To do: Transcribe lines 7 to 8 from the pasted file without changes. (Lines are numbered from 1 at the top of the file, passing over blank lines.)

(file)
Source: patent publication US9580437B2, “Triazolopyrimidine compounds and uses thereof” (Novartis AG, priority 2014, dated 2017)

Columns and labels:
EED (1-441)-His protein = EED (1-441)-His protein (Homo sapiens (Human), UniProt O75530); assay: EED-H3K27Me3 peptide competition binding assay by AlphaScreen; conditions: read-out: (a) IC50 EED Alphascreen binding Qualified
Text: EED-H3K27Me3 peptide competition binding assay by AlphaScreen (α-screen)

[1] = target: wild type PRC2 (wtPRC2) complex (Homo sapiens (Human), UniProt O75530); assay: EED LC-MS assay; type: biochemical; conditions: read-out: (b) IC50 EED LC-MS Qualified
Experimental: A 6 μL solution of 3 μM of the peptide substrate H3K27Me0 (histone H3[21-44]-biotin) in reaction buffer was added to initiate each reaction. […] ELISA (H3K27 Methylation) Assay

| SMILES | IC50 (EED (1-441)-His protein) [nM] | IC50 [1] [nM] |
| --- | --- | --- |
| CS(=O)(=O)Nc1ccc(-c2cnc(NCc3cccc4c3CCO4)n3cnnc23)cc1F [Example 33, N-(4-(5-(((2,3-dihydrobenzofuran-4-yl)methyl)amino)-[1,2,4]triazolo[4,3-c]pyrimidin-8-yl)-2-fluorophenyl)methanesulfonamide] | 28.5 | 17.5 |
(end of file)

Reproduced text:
| SMILES | IC50 (EED (1-441)-His protein) [nM] | IC50 [1] [nM] |
| --- | --- | --- |